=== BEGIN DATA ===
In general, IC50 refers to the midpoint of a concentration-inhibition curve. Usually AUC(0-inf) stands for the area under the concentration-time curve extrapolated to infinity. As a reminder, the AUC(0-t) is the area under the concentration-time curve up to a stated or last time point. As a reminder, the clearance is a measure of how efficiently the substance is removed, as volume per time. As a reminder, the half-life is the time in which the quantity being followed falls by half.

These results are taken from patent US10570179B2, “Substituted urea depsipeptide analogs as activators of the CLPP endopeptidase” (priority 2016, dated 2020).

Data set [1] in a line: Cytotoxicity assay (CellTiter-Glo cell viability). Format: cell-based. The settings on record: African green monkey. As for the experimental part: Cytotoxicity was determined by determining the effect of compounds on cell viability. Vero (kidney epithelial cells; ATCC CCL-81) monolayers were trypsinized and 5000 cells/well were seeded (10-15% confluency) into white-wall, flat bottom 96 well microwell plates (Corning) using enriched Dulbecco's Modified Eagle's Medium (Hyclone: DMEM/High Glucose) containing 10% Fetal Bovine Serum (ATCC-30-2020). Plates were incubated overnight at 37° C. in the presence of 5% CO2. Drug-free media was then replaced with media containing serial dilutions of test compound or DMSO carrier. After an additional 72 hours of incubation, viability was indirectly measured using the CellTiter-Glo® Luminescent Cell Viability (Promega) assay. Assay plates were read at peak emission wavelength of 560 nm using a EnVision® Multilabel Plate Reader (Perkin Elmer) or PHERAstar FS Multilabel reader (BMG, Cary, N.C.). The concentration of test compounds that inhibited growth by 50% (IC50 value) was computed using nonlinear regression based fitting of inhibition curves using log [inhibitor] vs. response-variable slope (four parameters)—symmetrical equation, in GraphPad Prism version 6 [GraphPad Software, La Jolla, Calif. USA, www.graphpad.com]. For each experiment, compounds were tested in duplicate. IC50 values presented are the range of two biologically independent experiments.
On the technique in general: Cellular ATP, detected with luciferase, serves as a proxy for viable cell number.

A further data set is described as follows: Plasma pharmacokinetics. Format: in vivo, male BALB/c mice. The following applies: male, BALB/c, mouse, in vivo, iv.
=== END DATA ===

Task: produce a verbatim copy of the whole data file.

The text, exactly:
In general, IC50 refers to the midpoint of a concentration-inhibition curve. Usually AUC(0-inf) stands for the area under the concentration-time curve extrapolated to infinity. As a reminder, the AUC(0-t) is the area under the concentration-time curve up to a stated or last time point. As a reminder, the clearance is a measure of how efficiently the substance is removed, as volume per time. As a reminder, the half-life is the time in which the quantity being followed falls by half.

These results are taken from patent US10570179B2, “Substituted urea depsipeptide analogs as activators of the CLPP endopeptidase” (priority 2016, dated 2020).

Data set [1] in a line: Cytotoxicity assay (CellTiter-Glo cell viability). Format: cell-based. The settings on record: African green monkey. As for the experimental part: Cytotoxicity was determined by determining the effect of compounds on cell viability. Vero (kidney epithelial cells; ATCC CCL-81) monolayers were trypsinized and 5000 cells/well were seeded (10-15% confluency) into white-wall, flat bottom 96 well microwell plates (Corning) using enriched Dulbecco's Modified Eagle's Medium (Hyclone: DMEM/High Glucose) containing 10% Fetal Bovine Serum (ATCC-30-2020). Plates were incubated overnight at 37° C. in the presence of 5% CO2. Drug-free media was then replaced with media containing serial dilutions of test compound or DMSO carrier. After an additional 72 hours of incubation, viability was indirectly measured using the CellTiter-Glo® Luminescent Cell Viability (Promega) assay. Assay plates were read at peak emission wavelength of 560 nm using a EnVision® Multilabel Plate Reader (Perkin Elmer) or PHERAstar FS Multilabel reader (BMG, Cary, N.C.). The concentration of test compounds that inhibited growth by 50% (IC50 value) was computed using nonlinear regression based fitting of inhibition curves using log [inhibitor] vs. response-variable slope (four parameters)—symmetrical equation, in GraphPad Prism version 6 [GraphPad Software, La Jolla, Calif. USA, www.graphpad.com]. For each experiment, compounds were tested in duplicate. IC50 values presented are the range of two biologically independent experiments.
On the technique in general: Cellular ATP, detected with luciferase, serves as a proxy for viable cell number.

A further data set is described as follows: Plasma pharmacokinetics. Format: in vivo, male BALB/c mice. The following applies: male, BALB/c, mouse, in vivo, iv.